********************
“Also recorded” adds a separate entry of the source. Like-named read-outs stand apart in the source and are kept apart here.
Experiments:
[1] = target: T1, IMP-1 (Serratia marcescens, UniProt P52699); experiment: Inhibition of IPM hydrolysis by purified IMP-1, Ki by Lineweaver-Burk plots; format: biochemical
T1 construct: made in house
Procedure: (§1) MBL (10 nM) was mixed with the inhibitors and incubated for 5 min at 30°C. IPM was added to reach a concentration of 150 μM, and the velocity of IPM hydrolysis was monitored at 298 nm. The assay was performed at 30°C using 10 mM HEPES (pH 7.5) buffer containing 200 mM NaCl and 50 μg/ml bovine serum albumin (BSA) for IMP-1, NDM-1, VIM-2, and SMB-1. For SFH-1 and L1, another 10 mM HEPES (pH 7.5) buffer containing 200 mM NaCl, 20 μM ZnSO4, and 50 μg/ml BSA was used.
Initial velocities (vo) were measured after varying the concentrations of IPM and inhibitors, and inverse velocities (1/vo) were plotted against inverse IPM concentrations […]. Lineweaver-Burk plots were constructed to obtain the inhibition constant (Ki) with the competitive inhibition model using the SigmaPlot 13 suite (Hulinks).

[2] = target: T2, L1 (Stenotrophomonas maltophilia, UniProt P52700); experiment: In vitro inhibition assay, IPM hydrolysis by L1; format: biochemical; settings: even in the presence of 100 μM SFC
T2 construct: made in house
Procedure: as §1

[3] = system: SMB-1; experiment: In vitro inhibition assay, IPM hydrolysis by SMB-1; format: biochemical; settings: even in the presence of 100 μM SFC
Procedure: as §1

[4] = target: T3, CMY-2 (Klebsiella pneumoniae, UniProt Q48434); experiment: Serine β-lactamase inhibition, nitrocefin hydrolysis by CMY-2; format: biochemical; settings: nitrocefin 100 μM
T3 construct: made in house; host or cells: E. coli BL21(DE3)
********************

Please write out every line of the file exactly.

“Also recorded” adds a separate entry of the source. Like-named read-outs stand apart in the source and are kept apart here.
Experiments:
[1] = target: T1, IMP-1 (Serratia marcescens, UniProt P52699); experiment: Inhibition of IPM hydrolysis by purified IMP-1, Ki by Lineweaver-Burk plots; format: biochemical
T1 construct: made in house
Procedure: (§1) MBL (10 nM) was mixed with the inhibitors and incubated for 5 min at 30°C. IPM was added to reach a concentration of 150 μM, and the velocity of IPM hydrolysis was monitored at 298 nm. The assay was performed at 30°C using 10 mM HEPES (pH 7.5) buffer containing 200 mM NaCl and 50 μg/ml bovine serum albumin (BSA) for IMP-1, NDM-1, VIM-2, and SMB-1. For SFH-1 and L1, another 10 mM HEPES (pH 7.5) buffer containing 200 mM NaCl, 20 μM ZnSO4, and 50 μg/ml BSA was used.
Initial velocities (vo) were measured after varying the concentrations of IPM and inhibitors, and inverse velocities (1/vo) were plotted against inverse IPM concentrations […]. Lineweaver-Burk plots were constructed to obtain the inhibition constant (Ki) with the competitive inhibition model using the SigmaPlot 13 suite (Hulinks).

[2] = target: T2, L1 (Stenotrophomonas maltophilia, UniProt P52700); experiment: In vitro inhibition assay, IPM hydrolysis by L1; format: biochemical; settings: even in the presence of 100 μM SFC
T2 construct: made in house
Procedure: as §1

[3] = system: SMB-1; experiment: In vitro inhibition assay, IPM hydrolysis by SMB-1; format: biochemical; settings: even in the presence of 100 μM SFC
Procedure: as §1

[4] = target: T3, CMY-2 (Klebsiella pneumoniae, UniProt Q48434); experiment: Serine β-lactamase inhibition, nitrocefin hydrolysis by CMY-2; format: biochemical; settings: nitrocefin 100 μM
T3 construct: made in house; host or cells: E. coli BL21(DE3)